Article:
What is Formaldehyde
Formaldehyde is a chemical used widely by industry to manufacture building materials and numerous household products. It can cause numerous health effects and is found in many of the products you use every day.
The primary form of exposure to formaldehyde is through breathing air containing it. Indoor air has more concentrated levels of formaldehyde. Formaldehyde can be released into the air through:
- Industries that use of manufacture formaldehyde
- Wood products
- Automobile exhaust
- Cigarette smoke
- Childrens’ bath products
- Air fresheners
- Paints and varnishes
- Permanent press fabrics
- Cleaning products
Many other products not listed can also contain formaldehyde. Certain cleaning product chemicals can mix together and produce formaldehyde. Visit our cleaning products hazard page to learn more about safe cleaning products to use at home and in hospitals.
This report highlights the high levels of formaldehyde being released from baby furniture. Due to the number of new products typically found in new babies’ rooms, these rooms can have the highest levels of this chemical in the house. Download: Toxic Baby Furniture
Even childrens’ bath and personal care products can contain formaldehyde. This article highlights the toxic chemicals in childrens’ bath and personal care products.
Health Effects of Formaldehyde Exposure
- Nasal Irritation
- Eye irritation
- Neurological effects
- Increased risk of asthma and allergies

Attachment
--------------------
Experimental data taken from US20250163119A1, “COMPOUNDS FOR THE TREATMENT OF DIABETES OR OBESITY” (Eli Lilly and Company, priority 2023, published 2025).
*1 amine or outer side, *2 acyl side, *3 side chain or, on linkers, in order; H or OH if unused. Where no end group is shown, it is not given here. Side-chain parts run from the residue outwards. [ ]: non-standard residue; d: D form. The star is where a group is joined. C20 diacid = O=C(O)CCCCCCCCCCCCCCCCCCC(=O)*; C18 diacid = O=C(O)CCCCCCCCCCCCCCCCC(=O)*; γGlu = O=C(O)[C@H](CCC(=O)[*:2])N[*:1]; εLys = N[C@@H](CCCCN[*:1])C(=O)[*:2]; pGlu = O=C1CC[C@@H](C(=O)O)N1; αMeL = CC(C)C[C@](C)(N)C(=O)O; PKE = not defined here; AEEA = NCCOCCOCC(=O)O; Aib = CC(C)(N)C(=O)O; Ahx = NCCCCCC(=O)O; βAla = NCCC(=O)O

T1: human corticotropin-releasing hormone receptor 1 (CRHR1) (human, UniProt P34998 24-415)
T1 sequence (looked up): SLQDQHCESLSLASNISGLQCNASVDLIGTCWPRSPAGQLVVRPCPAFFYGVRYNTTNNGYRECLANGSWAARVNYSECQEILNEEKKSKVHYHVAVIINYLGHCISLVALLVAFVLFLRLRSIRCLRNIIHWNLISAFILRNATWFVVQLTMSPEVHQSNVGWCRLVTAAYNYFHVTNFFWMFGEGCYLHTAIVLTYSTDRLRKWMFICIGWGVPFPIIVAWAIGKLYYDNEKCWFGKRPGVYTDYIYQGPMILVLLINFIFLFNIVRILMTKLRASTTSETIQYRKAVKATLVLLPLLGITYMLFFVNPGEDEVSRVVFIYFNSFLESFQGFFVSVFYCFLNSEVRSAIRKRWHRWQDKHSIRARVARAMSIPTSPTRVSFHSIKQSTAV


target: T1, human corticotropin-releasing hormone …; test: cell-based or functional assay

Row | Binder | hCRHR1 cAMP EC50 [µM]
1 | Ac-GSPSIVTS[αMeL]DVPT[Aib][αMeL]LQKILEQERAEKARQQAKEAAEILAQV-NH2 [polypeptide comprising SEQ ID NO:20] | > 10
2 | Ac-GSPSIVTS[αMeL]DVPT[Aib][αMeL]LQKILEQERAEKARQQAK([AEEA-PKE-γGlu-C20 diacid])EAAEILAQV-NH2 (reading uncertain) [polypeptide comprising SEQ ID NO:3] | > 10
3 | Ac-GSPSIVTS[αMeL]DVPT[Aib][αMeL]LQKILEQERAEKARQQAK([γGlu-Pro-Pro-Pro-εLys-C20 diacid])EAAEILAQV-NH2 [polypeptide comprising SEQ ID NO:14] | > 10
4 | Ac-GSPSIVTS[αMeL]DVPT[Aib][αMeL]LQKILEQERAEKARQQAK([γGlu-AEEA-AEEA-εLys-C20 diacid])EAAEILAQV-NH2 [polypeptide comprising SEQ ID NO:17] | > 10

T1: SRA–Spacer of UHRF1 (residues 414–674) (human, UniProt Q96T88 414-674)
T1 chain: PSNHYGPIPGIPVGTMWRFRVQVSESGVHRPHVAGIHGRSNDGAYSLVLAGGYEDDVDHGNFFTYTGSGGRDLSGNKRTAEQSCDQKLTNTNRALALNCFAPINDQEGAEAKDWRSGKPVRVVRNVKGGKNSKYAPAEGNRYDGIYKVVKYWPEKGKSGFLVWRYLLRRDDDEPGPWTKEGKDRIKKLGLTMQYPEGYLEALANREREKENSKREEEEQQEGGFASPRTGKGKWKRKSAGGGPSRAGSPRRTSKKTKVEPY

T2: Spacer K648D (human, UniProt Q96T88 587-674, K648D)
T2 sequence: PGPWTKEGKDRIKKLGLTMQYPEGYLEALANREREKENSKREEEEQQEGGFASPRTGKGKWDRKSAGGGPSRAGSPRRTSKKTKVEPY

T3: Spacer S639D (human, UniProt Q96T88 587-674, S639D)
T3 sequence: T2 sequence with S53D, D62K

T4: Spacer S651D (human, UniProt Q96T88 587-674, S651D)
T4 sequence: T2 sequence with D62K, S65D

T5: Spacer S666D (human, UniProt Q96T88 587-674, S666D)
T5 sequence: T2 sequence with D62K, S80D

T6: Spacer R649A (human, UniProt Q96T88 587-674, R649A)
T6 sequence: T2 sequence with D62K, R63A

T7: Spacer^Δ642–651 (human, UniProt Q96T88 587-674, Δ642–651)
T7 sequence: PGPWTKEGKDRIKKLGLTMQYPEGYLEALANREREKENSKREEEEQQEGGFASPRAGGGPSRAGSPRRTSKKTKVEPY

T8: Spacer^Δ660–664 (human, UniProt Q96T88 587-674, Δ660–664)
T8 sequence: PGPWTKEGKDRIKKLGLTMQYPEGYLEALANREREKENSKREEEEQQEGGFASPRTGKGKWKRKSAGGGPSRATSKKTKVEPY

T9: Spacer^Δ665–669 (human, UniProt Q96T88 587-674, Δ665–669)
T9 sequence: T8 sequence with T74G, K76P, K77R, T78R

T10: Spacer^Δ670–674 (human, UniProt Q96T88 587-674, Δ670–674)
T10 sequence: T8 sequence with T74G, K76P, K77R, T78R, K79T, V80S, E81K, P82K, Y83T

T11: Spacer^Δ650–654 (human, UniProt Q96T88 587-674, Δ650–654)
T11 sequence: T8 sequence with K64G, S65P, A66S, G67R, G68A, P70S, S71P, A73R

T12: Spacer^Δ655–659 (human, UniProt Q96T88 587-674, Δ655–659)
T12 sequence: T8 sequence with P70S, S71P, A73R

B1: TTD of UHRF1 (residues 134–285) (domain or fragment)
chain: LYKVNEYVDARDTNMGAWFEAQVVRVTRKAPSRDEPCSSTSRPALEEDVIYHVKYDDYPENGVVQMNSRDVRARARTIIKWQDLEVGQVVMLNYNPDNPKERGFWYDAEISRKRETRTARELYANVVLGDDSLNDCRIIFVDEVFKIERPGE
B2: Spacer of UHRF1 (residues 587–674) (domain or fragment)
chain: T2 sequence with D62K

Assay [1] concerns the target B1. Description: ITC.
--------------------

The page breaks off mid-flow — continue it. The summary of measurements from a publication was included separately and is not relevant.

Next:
- Changes in lung function
How to Prevent Formaldehyde Exposure
Because indoor exposure is more common and more concentrated, a good way to lower levels of formaldehyde in your home is by opening windows, using fans, not smoking indoors, and not using unvented heaters indoors. The CDC has a ToxFAQs sheet that has in-depth information about formaldehyde. It is also important to be aware of the products you are using. You can look for products that have “formaldehyde free” on their label. Try to avoid cleaners with fragrance and preservatives. A list of ingredients to look out for on labels are: Formaldehyde, quaternium-15, DMDM hydantoin, imidazolidinyl urea, diazolidinyl urea, polyoxymethylene urea, sodium hydroxymethylglycinate, 2-bromo-2-nitropropane-1,3-diol (bromopol) and glyoxal. Visit safe cosmetics Formaldehyde and Formaldehyde-releasing Preservatives list to learn about everything you should look out for when shopping.
More information about formaldehyde